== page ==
(Screen shot via Buffalo Sabres.com.)

Coaching hires: Habs add Cunneyworth and Ladouceur, Jets nab Vincent


NHL teams continue to tweak their coaching staffs this summer. Let’s take a look at four of today’s moves featuring two different teams.

Cunneyworth and Ladouceur might be familiar to NHL fans since they both enjoyed lengthy playing careers. Cunneyworth played 15 seasons in the NHL and also bounced around the AHL a bit during a span that ranged from 1981-1999. Ladouceur appeared in 14 NHL seasons from 1982-1996. Some will remember them for those long careers while others might recall that their skills didn’t exactly “translate well” to video games.

The duo helped the Bulldogs earn a 44-27-9 record (97 points), good enough for a North Division title. The Bulldogs made it to the Western Conference finals before bowing to the Houston Aeros.

Here’s a little more about Cunneyworth:

Before joining the Bulldogs, Cunneyworth was an assistant coach with the National Hockey League’s Atlanta Thrashers for two seasons (2008-09 and 2009-10). He previously spent nine seasons with the American Hockey League’s Rochester Americans, including seven seasons as head coach from 2000 to 2008. During his tenure with the Americans, he led his team to three 40-plus win seasons, two 100-point seasons and six playoff berths. He left Rochester as the longest serving coach in franchise history and ranks second on the club’s all-time wins list.

The Canadiens shared more details about Ladouceur’s career as well.

Randy Ladouceur is returning to the NHL, where he served for ten seasons as an assistant coach between 1996 and 2008.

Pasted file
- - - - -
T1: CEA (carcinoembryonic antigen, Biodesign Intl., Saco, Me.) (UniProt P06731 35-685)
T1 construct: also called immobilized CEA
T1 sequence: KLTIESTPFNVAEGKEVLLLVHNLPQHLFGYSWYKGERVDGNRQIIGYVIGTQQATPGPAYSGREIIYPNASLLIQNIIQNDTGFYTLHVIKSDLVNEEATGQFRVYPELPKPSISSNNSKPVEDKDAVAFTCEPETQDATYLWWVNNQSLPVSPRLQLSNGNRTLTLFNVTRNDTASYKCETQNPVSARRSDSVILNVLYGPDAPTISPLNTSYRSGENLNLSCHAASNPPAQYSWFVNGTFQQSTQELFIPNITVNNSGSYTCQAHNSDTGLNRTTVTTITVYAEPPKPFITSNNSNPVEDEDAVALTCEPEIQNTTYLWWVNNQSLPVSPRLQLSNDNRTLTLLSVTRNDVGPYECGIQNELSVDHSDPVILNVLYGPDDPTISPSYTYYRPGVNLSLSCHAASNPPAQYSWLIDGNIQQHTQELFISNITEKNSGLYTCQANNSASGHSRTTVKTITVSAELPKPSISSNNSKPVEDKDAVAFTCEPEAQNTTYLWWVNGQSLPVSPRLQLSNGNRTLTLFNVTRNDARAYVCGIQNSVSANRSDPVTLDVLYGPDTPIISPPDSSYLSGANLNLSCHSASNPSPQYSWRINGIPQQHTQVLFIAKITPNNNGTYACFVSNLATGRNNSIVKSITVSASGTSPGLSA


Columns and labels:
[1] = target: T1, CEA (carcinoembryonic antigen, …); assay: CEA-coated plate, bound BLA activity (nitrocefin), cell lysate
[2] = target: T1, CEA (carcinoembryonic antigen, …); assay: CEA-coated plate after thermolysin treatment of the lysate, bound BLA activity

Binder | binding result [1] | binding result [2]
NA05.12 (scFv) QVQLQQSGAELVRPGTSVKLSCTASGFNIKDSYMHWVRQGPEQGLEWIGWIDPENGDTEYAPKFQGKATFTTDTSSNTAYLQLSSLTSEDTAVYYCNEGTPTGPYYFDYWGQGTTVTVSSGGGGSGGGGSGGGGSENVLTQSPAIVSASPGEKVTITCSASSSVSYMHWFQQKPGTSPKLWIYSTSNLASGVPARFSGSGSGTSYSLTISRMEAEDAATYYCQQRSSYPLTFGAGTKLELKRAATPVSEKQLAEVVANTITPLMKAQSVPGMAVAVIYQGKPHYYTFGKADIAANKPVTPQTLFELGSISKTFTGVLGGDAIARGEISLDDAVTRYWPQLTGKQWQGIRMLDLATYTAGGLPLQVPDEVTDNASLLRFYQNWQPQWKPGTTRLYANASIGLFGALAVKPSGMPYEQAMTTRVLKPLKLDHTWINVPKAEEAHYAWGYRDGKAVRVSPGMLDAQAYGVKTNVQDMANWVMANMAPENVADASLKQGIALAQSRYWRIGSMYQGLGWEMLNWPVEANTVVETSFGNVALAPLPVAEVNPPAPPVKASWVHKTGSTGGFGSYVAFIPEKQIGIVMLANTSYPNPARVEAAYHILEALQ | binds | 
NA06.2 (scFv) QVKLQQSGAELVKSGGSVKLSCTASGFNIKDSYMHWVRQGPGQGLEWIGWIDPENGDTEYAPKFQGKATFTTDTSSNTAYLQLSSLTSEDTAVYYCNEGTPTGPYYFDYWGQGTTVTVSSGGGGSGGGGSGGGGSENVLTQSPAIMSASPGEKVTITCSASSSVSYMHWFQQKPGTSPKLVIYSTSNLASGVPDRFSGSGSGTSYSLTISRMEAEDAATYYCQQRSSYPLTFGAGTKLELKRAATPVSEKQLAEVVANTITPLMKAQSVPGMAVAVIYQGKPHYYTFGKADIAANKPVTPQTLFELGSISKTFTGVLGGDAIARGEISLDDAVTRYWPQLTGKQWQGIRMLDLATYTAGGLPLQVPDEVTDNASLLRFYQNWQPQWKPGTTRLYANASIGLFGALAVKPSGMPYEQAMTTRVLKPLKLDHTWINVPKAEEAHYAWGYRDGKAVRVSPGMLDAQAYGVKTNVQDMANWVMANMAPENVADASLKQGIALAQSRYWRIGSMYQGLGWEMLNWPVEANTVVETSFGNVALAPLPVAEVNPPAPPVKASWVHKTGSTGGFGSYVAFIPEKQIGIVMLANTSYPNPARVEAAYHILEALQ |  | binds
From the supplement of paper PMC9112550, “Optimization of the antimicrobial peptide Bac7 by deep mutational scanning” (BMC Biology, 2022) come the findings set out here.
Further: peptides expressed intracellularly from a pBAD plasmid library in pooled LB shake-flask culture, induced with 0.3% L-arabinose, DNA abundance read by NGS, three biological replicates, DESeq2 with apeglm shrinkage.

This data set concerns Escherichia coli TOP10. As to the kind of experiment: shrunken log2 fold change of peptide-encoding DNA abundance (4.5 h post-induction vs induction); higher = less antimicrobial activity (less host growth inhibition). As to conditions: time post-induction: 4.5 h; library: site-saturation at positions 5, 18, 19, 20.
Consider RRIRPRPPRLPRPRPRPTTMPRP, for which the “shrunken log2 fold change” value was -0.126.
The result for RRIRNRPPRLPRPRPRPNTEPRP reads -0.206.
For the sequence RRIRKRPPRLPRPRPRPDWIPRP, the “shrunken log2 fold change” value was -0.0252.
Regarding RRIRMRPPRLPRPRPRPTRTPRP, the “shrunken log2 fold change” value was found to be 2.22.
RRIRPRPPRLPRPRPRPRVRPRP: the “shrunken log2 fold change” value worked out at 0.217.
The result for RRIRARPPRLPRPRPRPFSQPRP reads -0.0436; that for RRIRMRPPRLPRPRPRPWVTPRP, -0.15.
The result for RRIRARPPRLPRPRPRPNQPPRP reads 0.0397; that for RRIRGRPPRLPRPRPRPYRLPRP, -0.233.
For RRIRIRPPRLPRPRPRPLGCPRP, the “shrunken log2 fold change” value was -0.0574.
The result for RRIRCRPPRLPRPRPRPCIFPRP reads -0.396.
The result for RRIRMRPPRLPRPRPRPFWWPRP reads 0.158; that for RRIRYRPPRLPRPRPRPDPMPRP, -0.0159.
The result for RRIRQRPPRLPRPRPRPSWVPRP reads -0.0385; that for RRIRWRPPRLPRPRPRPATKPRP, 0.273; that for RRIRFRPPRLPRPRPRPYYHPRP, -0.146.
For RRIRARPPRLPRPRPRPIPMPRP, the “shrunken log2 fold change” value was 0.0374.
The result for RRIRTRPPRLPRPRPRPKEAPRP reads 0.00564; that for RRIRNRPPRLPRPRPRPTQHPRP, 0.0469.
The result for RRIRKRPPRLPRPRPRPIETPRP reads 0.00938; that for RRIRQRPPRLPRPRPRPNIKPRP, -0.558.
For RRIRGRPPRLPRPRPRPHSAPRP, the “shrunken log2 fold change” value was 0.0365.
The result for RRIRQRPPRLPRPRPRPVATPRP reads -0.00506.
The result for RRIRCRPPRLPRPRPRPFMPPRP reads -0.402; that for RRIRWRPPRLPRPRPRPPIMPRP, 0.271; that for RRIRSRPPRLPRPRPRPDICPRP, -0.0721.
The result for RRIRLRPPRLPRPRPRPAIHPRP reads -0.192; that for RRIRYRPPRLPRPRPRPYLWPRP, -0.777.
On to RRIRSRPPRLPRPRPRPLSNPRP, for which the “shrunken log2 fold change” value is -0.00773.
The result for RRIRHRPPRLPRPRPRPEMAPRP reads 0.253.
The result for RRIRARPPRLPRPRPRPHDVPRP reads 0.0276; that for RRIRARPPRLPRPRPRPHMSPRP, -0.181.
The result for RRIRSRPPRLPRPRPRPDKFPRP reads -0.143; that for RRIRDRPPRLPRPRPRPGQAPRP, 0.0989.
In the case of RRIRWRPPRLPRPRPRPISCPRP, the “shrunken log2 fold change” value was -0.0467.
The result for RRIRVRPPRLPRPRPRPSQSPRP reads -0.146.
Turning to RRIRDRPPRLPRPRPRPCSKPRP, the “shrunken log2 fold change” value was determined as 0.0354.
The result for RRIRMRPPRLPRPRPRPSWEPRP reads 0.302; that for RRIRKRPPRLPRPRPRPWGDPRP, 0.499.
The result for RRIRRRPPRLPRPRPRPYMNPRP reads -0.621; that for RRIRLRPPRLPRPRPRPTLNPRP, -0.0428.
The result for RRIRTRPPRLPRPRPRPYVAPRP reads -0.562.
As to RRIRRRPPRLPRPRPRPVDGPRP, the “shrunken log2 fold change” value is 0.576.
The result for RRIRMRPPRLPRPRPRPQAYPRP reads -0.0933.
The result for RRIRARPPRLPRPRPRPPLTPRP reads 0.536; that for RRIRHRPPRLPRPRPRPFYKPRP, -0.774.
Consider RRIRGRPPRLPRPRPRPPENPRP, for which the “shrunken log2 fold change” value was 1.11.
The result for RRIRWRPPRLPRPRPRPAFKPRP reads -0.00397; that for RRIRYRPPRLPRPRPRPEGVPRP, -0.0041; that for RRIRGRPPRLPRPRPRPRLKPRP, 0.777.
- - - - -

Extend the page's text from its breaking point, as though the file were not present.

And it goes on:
Ladouceur began his coaching career as an assistant with the Hartford Whalers in 1996-97. The franchise then moved to Carolina, where he served for seven seasons as an assistant coach with the Hurricanes (1997 to 2004). Following a full season as head coach of the Oshawa Generals of the Ontario Hockey League in 2005-06, he joined the Toronto Maple Leafs coaching staff as an assistant for two seasons (2006-07 and 2007-08). Before joining the Bulldogs, he was assistant coach with the OHL’s Niagara IceDogs (2009-10).

  • Meanwhile, the Winnipeg Jets’ new look coaching staff seems like it’s nearing completion.

The team already hired head coach Claude Noel and a handful of assistants, but TSN reports that they added Pascal Vincent today. Like many of the recent hires, Vincent has been successful in the minor league ranks.

The 39-year-old Vincent coached the Montreal Juniors to a 46-12-10 record in the Quebec Major Junior Hockey League last season.

The Laval, Que., native has an all-time QMJHL coaching record of 429-313-87 to go along with nine playoff series wins.